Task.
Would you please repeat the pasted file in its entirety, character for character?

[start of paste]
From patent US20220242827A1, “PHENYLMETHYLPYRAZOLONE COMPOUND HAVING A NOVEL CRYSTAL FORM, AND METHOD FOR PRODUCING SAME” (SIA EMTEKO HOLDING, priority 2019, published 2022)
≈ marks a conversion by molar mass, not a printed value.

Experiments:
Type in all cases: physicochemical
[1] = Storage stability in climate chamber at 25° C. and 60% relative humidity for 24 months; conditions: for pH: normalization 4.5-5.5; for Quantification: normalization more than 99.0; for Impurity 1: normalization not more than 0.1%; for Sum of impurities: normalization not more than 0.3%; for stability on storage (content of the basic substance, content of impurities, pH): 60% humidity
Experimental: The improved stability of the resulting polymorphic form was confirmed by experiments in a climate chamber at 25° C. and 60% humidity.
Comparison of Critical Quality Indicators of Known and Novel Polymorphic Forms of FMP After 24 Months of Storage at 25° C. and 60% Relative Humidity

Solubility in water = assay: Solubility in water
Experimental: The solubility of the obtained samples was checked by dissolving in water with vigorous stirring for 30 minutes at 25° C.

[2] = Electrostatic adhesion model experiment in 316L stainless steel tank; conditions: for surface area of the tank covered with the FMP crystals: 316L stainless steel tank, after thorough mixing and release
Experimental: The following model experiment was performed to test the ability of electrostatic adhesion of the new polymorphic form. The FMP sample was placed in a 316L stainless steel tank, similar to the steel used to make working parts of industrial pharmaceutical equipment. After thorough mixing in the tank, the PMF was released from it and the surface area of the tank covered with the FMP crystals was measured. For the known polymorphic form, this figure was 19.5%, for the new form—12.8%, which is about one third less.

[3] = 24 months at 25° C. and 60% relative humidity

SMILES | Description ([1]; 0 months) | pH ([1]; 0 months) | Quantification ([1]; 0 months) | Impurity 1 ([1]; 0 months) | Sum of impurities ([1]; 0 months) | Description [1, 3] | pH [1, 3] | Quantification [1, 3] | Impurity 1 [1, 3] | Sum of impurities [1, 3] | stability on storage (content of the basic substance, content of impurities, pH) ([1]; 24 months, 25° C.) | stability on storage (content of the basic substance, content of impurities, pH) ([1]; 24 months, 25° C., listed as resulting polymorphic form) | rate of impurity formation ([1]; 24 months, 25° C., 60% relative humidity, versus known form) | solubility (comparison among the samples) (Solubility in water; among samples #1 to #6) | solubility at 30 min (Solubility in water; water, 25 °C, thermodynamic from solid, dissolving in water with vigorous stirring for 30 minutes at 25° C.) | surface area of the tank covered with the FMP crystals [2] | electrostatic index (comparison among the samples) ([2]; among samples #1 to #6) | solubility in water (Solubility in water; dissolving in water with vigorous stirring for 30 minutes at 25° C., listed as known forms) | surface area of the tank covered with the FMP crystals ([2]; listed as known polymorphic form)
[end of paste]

From patent US20220242827A1, “PHENYLMETHYLPYRAZOLONE COMPOUND HAVING A NOVEL CRYSTAL FORM, AND METHOD FOR PRODUCING SAME” (SIA EMTEKO HOLDING, priority 2019, published 2022)
≈ marks a conversion by molar mass, not a printed value.

Experiments:
Type in all cases: physicochemical
[1] = Storage stability in climate chamber at 25° C. and 60% relative humidity for 24 months; conditions: for pH: normalization 4.5-5.5; for Quantification: normalization more than 99.0; for Impurity 1: normalization not more than 0.1%; for Sum of impurities: normalization not more than 0.3%; for stability on storage (content of the basic substance, content of impurities, pH): 60% humidity
Experimental: The improved stability of the resulting polymorphic form was confirmed by experiments in a climate chamber at 25° C. and 60% humidity.
Comparison of Critical Quality Indicators of Known and Novel Polymorphic Forms of FMP After 24 Months of Storage at 25° C. and 60% Relative Humidity

Solubility in water = assay: Solubility in water
Experimental: The solubility of the obtained samples was checked by dissolving in water with vigorous stirring for 30 minutes at 25° C.

[2] = Electrostatic adhesion model experiment in 316L stainless steel tank; conditions: for surface area of the tank covered with the FMP crystals: 316L stainless steel tank, after thorough mixing and release
Experimental: The following model experiment was performed to test the ability of electrostatic adhesion of the new polymorphic form. The FMP sample was placed in a 316L stainless steel tank, similar to the steel used to make working parts of industrial pharmaceutical equipment. After thorough mixing in the tank, the PMF was released from it and the surface area of the tank covered with the FMP crystals was measured. For the known polymorphic form, this figure was 19.5%, for the new form—12.8%, which is about one third less.

[3] = 24 months at 25° C. and 60% relative humidity

SMILES | Description ([1]; 0 months) | pH ([1]; 0 months) | Quantification ([1]; 0 months) | Impurity 1 ([1]; 0 months) | Sum of impurities ([1]; 0 months) | Description [1, 3] | pH [1, 3] | Quantification [1, 3] | Impurity 1 [1, 3] | Sum of impurities [1, 3] | stability on storage (content of the basic substance, content of impurities, pH) ([1]; 24 months, 25° C.) | stability on storage (content of the basic substance, content of impurities, pH) ([1]; 24 months, 25° C., listed as resulting polymorphic form) | rate of impurity formation ([1]; 24 months, 25° C., 60% relative humidity, versus known form) | solubility (comparison among the samples) (Solubility in water; among samples #1 to #6) | solubility at 30 min (Solubility in water; water, 25 °C, thermodynamic from solid, dissolving in water with vigorous stirring for 30 minutes at 25° C.) | surface area of the tank covered with the FMP crystals [2] | electrostatic index (comparison among the samples) ([2]; among samples #1 to #6) | solubility in water (Solubility in water; dissolving in water with vigorous stirring for 30 minutes at 25° C., listed as known forms) | surface area of the tank covered with the FMP crystals ([2]; listed as known polymorphic form)